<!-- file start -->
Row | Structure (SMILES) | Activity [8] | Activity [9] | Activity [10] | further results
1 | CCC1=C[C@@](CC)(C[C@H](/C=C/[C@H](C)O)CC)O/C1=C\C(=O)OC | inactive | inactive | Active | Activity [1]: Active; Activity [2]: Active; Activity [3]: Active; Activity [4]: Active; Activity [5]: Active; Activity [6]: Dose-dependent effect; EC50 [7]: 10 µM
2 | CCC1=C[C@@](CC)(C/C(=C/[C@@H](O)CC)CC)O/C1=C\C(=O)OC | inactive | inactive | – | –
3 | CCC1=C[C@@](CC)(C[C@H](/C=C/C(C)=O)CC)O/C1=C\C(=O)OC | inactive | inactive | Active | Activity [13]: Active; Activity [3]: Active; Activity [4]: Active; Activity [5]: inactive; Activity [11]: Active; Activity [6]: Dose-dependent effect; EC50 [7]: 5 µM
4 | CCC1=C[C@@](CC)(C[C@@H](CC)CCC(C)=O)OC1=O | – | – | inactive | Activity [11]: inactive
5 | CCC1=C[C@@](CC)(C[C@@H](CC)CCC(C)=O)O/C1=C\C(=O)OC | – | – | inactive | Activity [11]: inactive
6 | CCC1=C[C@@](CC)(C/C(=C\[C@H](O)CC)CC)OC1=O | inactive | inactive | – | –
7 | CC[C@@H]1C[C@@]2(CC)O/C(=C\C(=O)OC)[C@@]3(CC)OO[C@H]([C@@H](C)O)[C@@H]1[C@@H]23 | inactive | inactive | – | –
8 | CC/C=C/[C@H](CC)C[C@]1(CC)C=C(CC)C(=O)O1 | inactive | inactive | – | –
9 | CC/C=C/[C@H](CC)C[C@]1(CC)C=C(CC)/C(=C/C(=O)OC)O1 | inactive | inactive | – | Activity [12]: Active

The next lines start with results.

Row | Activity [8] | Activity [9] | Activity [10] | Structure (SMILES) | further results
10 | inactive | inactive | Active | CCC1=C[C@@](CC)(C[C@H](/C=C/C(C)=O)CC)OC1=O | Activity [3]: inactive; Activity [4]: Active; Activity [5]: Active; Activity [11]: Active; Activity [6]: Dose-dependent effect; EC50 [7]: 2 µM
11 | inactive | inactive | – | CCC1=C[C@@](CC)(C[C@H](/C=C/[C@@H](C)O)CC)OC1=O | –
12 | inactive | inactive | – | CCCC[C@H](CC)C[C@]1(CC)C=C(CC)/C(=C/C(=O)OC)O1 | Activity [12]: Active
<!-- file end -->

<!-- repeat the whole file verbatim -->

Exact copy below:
Row | Structure (SMILES) | Activity [8] | Activity [9] | Activity [10] | further results
1 | CCC1=C[C@@](CC)(C[C@H](/C=C/[C@H](C)O)CC)O/C1=C\C(=O)OC | inactive | inactive | Active | Activity [1]: Active; Activity [2]: Active; Activity [3]: Active; Activity [4]: Active; Activity [5]: Active; Activity [6]: Dose-dependent effect; EC50 [7]: 10 µM
2 | CCC1=C[C@@](CC)(C/C(=C/[C@@H](O)CC)CC)O/C1=C\C(=O)OC | inactive | inactive | – | –
3 | CCC1=C[C@@](CC)(C[C@H](/C=C/C(C)=O)CC)O/C1=C\C(=O)OC | inactive | inactive | Active | Activity [13]: Active; Activity [3]: Active; Activity [4]: Active; Activity [5]: inactive; Activity [11]: Active; Activity [6]: Dose-dependent effect; EC50 [7]: 5 µM
4 | CCC1=C[C@@](CC)(C[C@@H](CC)CCC(C)=O)OC1=O | – | – | inactive | Activity [11]: inactive
5 | CCC1=C[C@@](CC)(C[C@@H](CC)CCC(C)=O)O/C1=C\C(=O)OC | – | – | inactive | Activity [11]: inactive
6 | CCC1=C[C@@](CC)(C/C(=C\[C@H](O)CC)CC)OC1=O | inactive | inactive | – | –
7 | CC[C@@H]1C[C@@]2(CC)O/C(=C\C(=O)OC)[C@@]3(CC)OO[C@H]([C@@H](C)O)[C@@H]1[C@@H]23 | inactive | inactive | – | –
8 | CC/C=C/[C@H](CC)C[C@]1(CC)C=C(CC)C(=O)O1 | inactive | inactive | – | –
9 | CC/C=C/[C@H](CC)C[C@]1(CC)C=C(CC)/C(=C/C(=O)OC)O1 | inactive | inactive | – | Activity [12]: Active

The next lines start with results.

Row | Activity [8] | Activity [9] | Activity [10] | Structure (SMILES) | further results
10 | inactive | inactive | Active | CCC1=C[C@@](CC)(C[C@H](/C=C/C(C)=O)CC)OC1=O | Activity [3]: inactive; Activity [4]: Active; Activity [5]: Active; Activity [11]: Active; Activity [6]: Dose-dependent effect; EC50 [7]: 2 µM
11 | inactive | inactive | – | CCC1=C[C@@](CC)(C[C@H](/C=C/[C@@H](C)O)CC)OC1=O | –
12 | inactive | inactive | – | CCCC[C@H](CC)C[C@]1(CC)C=C(CC)/C(=C/C(=O)OC)O1 | Activity [12]: Active